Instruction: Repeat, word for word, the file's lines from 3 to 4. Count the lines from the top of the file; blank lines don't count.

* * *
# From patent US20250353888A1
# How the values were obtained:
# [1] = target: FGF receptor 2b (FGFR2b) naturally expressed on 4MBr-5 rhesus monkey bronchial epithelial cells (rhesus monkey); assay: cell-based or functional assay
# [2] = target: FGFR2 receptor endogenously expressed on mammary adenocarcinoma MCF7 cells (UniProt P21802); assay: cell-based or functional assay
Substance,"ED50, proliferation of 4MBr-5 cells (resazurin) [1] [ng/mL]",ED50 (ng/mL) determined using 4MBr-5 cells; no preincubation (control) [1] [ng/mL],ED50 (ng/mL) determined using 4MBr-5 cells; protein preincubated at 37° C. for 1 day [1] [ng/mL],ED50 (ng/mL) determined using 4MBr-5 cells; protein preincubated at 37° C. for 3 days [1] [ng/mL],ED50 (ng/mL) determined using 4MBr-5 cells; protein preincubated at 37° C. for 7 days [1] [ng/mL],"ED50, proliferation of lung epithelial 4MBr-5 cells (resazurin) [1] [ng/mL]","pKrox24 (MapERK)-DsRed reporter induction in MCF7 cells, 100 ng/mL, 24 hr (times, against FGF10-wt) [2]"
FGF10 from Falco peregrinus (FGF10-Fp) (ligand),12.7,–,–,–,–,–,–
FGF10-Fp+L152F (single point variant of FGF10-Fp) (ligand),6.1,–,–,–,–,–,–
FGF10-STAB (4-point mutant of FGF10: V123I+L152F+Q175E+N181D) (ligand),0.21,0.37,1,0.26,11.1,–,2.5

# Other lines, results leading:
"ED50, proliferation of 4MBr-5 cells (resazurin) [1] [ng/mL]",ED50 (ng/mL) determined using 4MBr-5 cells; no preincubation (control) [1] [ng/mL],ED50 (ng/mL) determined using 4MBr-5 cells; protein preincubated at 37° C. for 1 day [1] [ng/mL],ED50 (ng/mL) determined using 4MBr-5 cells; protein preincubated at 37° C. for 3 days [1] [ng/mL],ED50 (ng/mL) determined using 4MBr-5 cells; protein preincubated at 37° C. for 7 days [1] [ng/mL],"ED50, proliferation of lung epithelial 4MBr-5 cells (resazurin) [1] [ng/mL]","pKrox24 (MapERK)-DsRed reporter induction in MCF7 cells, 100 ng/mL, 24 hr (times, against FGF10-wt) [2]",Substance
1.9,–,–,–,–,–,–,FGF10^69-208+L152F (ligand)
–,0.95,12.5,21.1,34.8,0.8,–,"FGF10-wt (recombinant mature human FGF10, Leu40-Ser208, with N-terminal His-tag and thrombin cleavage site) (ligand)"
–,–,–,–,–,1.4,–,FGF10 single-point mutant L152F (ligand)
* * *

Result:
# [1] = target: FGF receptor 2b (FGFR2b) naturally expressed on 4MBr-5 rhesus monkey bronchial epithelial cells (rhesus monkey); assay: cell-based or functional assay
# [2] = target: FGFR2 receptor endogenously expressed on mammary adenocarcinoma MCF7 cells (UniProt P21802); assay: cell-based or functional assay